Billionaire Jeff Bezos’ rocket company Blue Origins said Wednesday it would ferry passengers on a sight seeing trip aboard its New Shepherd spacecraft to suborbital space on July 20.
The company noted that five of the six seats, available for passengers on the spacecraft, will be filled by astronauts, whose names would be revealed at a later time.
It said the remaining seat would be auctioned off on BlueOrigin.com in the coming weeks, making it the first commercial flight to reach the edge of space.
According to the company, the auction allows people to bid any amount on the website, and is slated to take place in three phases with the first scheduled from 5 May to 19 May.
It said the bids will be unsealed and a live auction slated to take place on 12 June when a winner will be determined, adding that the raised money would go to its foundation that promotes STEM education.
The New Shepard spacecraft can autonomously carry six passengers in its capsule to an imaginary line above the planet at about 100km altitude called the ‘Karman line’ that separates earth from space for enough time so that the crew briefly experiences weightlessness and gets to view the Earth’s curvature.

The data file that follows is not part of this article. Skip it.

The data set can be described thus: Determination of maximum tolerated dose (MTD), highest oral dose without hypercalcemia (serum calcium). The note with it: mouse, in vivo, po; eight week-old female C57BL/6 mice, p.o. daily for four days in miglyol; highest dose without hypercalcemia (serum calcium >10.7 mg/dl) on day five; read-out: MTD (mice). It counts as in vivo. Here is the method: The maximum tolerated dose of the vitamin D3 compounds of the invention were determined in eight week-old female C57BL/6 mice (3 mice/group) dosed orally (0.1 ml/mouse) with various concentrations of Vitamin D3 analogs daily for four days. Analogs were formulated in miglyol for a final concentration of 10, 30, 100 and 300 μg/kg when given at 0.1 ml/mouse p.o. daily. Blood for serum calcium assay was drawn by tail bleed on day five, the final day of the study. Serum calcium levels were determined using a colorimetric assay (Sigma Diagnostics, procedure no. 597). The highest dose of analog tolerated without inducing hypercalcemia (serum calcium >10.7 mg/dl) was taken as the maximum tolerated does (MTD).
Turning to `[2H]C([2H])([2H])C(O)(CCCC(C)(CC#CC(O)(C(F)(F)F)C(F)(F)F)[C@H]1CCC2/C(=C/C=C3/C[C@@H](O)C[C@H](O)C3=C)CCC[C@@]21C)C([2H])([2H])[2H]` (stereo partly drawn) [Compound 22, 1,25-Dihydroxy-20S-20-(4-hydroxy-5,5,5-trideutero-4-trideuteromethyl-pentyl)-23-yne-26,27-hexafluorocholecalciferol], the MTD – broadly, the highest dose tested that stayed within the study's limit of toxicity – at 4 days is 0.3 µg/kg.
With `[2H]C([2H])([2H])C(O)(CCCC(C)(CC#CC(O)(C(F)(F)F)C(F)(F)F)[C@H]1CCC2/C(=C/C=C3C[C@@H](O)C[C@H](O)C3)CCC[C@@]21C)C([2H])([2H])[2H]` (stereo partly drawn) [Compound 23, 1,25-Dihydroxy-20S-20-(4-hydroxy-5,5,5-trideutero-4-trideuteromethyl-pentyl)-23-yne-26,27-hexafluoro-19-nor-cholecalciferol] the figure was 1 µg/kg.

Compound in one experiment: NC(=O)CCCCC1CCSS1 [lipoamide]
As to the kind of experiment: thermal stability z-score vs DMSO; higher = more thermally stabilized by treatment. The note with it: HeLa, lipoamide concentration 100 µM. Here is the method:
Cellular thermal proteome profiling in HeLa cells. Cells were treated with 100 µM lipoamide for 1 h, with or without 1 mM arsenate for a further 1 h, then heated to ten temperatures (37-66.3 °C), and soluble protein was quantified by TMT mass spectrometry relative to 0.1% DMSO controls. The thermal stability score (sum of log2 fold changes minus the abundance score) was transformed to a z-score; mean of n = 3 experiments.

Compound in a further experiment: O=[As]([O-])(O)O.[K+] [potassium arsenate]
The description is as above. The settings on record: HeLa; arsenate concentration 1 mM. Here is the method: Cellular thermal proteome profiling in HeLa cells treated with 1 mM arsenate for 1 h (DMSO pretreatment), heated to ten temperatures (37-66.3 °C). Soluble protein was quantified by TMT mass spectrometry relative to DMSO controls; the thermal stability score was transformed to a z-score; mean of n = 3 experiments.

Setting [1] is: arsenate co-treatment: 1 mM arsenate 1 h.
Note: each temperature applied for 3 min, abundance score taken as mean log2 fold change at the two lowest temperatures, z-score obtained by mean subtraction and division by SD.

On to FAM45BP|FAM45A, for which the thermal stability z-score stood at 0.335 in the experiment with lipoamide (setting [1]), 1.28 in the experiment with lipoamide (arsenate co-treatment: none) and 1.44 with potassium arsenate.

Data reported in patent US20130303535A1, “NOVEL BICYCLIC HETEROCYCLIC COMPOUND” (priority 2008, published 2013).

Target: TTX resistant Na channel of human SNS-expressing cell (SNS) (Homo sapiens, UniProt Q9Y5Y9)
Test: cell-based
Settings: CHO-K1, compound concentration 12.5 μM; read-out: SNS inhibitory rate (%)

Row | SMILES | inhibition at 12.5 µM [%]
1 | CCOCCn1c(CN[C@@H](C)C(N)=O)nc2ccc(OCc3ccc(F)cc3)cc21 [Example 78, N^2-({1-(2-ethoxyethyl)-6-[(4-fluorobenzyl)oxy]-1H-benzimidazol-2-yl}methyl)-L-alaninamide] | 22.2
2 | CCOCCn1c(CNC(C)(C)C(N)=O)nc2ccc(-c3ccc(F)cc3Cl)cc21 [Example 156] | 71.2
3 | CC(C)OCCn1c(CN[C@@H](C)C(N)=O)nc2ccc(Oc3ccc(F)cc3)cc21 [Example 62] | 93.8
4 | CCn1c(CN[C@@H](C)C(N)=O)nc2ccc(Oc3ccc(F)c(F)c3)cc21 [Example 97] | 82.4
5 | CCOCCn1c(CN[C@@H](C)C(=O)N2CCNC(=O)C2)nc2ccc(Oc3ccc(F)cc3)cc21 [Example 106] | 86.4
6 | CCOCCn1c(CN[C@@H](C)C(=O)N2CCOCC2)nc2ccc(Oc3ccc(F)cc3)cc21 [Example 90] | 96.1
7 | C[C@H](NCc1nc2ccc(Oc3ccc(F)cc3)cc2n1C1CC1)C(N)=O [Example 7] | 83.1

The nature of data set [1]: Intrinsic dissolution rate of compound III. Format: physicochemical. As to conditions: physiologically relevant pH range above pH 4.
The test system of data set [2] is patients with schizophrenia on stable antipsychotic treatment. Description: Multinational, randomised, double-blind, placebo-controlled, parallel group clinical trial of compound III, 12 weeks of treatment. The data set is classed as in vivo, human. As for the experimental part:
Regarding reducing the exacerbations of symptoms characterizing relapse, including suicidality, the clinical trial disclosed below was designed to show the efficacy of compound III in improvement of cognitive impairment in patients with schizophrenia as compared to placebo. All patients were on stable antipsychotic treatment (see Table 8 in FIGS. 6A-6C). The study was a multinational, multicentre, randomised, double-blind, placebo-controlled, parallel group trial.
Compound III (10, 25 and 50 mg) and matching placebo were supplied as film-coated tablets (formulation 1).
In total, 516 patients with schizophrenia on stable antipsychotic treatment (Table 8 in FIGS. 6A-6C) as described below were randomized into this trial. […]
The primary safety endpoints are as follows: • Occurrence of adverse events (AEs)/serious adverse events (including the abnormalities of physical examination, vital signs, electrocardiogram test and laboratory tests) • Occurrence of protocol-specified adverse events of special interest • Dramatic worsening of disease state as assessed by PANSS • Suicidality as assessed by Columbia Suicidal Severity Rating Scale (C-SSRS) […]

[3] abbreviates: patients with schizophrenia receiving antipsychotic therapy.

Once near the line, the rocket detatches and lands itself while the passengers get about 10 minutes to experience space through the large windows on the capsule before it safely descends to Earth under parachutes.
“The view will be spectacular,” Ariane Cornell, Blue Origin’s Director of Astronaut Sales, reportedly told a media briefing.
The rocket and the capsule combo have reportedly completed 15 test flights over the last few years and are fully reusable.
By successfully completing its New Shepard mission — named after Alan Shepard, the first American in space — Blue Origin hopes it will bring in a new era of civilian space travel.
According to Manny Shar, head of analytics at the space-focused consultancy BryceTech, there’s a keen interest among “high net-worth individuals,” for civilian space flight, and Blue Origin’s approach for them to experience space travel with only a day’s basic training is “an appealing prospect,” Financial Times reported.